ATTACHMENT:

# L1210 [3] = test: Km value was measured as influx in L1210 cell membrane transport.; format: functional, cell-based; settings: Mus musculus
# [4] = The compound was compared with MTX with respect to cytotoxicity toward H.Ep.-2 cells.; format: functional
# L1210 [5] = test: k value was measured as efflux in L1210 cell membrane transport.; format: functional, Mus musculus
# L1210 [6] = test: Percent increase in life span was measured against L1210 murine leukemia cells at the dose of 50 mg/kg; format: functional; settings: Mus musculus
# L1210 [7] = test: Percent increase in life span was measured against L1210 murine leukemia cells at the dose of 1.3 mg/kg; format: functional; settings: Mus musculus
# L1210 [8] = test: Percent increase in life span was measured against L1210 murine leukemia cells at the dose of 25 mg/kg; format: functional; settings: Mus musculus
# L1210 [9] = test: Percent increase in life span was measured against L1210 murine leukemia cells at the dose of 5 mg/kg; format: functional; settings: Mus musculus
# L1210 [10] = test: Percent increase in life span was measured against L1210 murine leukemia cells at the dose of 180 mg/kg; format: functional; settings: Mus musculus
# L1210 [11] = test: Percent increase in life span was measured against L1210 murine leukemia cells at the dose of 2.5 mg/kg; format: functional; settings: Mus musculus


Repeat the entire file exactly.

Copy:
# L1210 [3] = test: Km value was measured as influx in L1210 cell membrane transport.; format: functional, cell-based; settings: Mus musculus
# [4] = The compound was compared with MTX with respect to cytotoxicity toward H.Ep.-2 cells.; format: functional
# L1210 [5] = test: k value was measured as efflux in L1210 cell membrane transport.; format: functional, Mus musculus
# L1210 [6] = test: Percent increase in life span was measured against L1210 murine leukemia cells at the dose of 50 mg/kg; format: functional; settings: Mus musculus
# L1210 [7] = test: Percent increase in life span was measured against L1210 murine leukemia cells at the dose of 1.3 mg/kg; format: functional; settings: Mus musculus
# L1210 [8] = test: Percent increase in life span was measured against L1210 murine leukemia cells at the dose of 25 mg/kg; format: functional; settings: Mus musculus
# L1210 [9] = test: Percent increase in life span was measured against L1210 murine leukemia cells at the dose of 5 mg/kg; format: functional; settings: Mus musculus
# L1210 [10] = test: Percent increase in life span was measured against L1210 murine leukemia cells at the dose of 180 mg/kg; format: functional; settings: Mus musculus
# L1210 [11] = test: Percent increase in life span was measured against L1210 murine leukemia cells at the dose of 2.5 mg/kg; format: functional; settings: Mus musculus